Read: What Donald Trump’s books say about winning
In one way, the press conferences are a logical continuation of Trump’s tropism toward spectacle. But they also crystallize precisely what is so abhorrent about his low-stakes, entertainment-inflected approach to politics. The briefings are meant to convey information about, literally, life and death. And within a functioning system, indeed, they would inform people and instruct people and, when possible, reassure people. Instead, Trump uses the events to insist on the merits of his own power—a rhetorical move that, since it cannot be proved by evidence, typically involves him downplaying deaths and fears and human suffering. On March 6, during a visit to the Centers for Disease Control and Prevention, he was asked whether passengers on a cruise ship anchored near San Francisco—some of whom had been exposed to the coronavirus—should be brought ashore. Trump responded, in part—again, to a question that involved the fates of people suffering from COVID-19—that he’d defer to medical experts but would prefer to prevent the passengers from coming ashore. Because “I like the numbers being where they are.”
The dystopias imagined in the 20th century—fictions molded by the blunt-force realities of totalitarianism—often treat TV as a metaphor for the curtailing of free speech and free thought. They also treat TV as a tool. But Trump, James Poniewozik argues in his 2019 book, Audience of One: Donald Trump, Television, and the Fracturing of America, isn’t merely a fan of television or a product of television or a user of television. In a very real sense, he also is television. He brings the logic of TV as a medium—its emphasis on spectacle, its frenzy, its insatiability, its moral vacuity—to his presidency. He is in many ways the manifestation of the anxieties expressed in the classic dystopias.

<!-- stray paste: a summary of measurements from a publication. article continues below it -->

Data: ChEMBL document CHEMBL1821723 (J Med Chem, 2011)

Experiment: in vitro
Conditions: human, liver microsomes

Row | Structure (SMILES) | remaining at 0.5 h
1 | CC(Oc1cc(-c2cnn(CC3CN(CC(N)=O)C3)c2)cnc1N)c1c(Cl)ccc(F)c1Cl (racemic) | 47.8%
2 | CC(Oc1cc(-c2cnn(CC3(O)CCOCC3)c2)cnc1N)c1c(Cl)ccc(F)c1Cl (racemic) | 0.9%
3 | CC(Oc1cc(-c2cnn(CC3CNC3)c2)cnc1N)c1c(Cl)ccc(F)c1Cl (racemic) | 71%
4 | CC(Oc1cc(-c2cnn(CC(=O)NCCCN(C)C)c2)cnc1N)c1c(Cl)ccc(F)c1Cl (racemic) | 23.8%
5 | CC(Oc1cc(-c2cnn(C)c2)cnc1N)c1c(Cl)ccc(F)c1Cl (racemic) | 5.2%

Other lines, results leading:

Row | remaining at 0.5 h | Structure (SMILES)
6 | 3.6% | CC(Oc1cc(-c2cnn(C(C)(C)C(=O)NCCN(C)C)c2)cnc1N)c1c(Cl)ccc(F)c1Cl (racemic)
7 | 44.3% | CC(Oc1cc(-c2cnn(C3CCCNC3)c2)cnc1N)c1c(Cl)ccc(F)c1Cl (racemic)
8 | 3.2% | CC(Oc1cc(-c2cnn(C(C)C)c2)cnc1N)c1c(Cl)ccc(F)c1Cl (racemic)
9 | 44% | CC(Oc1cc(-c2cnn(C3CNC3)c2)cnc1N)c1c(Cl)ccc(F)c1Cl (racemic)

But his press conferences embody another kind of fear as well: the ones conveyed in The Hunger Games, in which TV works as a harbinger not only of curtailed freedom, but also of cruelty. And complacency. And complicity. The Hunger Games, that distinctly 21st-century dystopia, flips the Huxleyan premise: In Suzanne Collins’s political universe, The Hunger Games—a TV show that pits 24 young people against one another in a gruesome fight to the death—does not make for entertainment that is realer than real. TV, instead, works even more insidiously: It steadily nullifies the distinction between spectacle and reality. Under the show’s influence, citizens of the Capitol become capable of watching children murder one another and of applauding the exhilaration of the “games.” Collins got the idea for the story when, channel surfing, she happened upon a reality-TV competition—and then flipped to footage of the Iraq War.
The president has little regard for truth; the press conferences are evidence of what can happen when that failing collides with public health. Chaos reigns. The president downplays the severity of the crisis by contradicting both himself and the medical experts he brings to his stage. There was “When somebody is the president of the United States, the authority is total” … after there was “I don’t take responsibility at all.” There was “The CDC is advising the use of nonmedical cloth face covering as an additional voluntary public-health measure” … and, immediately afterward, “I don’t think I am going to be doing it.” On March 10, my colleague Adam Serwer notes, Trump told the public that the virus “will go away”; on March 11, Anthony Fauci, the director of the National Institute of Allergy and Infectious Diseases, offered this testimony to Congress: “We will see more cases, and things will get worse than they are right now.”